CAMEROTA: You're saying it's just who pays for it. Right, the --
HOLTZ-EAKIN: The people who don't get the subsidies. They're -- that's the people who are going to get hit.
CAMEROTA: That's the (INAUDIBLE) is who's going to pay for it.
CAMEROTA: OK, but I want to move on --
REICH: Well, I think we're talking a difference that is really not very different. We -- there are a lot of people -- there are an estimated 6 million to 8 million people, I've seen the most latest estimates, who are going to not be able to afford health insurance because of this change. I mean you can -- we can debate exactly who they are --
REICH: But the fact of the matter is, they are lower income people.
REICH: They won't be able -- and why do this? I mean what's the point of doing this? Why is it necessary right now? Why, when we are spending tens of millions of additional dollars, Republicans and the Trump administration want to spend 45 to 80 million -- billions dollars additionally on the military next year. Why can't we afford $7 billion for lower income Americans for health care? That doesn't make any sense.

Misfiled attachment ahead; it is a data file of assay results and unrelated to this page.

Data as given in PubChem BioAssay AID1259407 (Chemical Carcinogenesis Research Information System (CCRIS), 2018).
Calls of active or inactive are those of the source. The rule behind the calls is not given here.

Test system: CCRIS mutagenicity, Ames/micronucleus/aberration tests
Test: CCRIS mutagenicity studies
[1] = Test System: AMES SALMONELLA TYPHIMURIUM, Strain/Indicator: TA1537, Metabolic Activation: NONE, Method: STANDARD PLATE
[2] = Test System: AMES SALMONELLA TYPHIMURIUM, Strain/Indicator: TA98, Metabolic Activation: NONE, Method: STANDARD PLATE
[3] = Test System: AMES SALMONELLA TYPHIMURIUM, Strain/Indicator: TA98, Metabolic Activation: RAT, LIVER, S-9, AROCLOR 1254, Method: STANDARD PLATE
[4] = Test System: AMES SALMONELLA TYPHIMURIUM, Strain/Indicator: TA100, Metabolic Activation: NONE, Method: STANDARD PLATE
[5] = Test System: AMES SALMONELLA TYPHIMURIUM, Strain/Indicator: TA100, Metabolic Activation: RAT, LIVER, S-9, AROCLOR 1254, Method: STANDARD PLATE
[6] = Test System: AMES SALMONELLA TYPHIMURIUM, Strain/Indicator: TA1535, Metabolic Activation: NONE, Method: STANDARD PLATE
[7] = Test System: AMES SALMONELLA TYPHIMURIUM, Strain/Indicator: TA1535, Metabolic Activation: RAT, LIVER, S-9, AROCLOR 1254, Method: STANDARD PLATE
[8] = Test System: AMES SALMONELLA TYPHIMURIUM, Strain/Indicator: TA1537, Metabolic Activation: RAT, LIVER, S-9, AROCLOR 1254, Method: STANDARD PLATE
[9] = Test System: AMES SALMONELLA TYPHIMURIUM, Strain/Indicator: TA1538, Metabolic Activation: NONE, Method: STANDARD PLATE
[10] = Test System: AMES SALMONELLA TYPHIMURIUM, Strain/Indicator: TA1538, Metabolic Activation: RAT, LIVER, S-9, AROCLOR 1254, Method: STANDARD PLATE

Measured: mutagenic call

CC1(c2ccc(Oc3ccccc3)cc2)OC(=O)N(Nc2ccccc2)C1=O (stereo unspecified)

CAMEROTA: Last word, Doug.
HOLTZ-EAKIN: So this is -- I'm not going to disagree about that you have to decide your priorities. I think this is a two -- a two-part problem. Number one, do you have the Congress do it or do you have the president do it off the books? I think the Congress should do it. This is part of the law. The Congress should appropriate the money or get rid of the legislation. So I agree with that completely.
CAMEROTA: OK. Gentlemen, thank you very much for this debate.
CHRIS CUOMO, CNN ANCHOR: All right, we just had quite an event unfold, not just Alisyn's excellent interviewing skills, but Senator Susan Collins of Maine, she made this highly anticipated and unusually drawn out announcement about her future. CNN's Sunlen Serfaty live on Capitol Hill with the breaking details.
And I've got to tell you, she had us going, Sunlen. Alisyn and I were going back and forth.
CAMEROTA: Is she? Isn't she?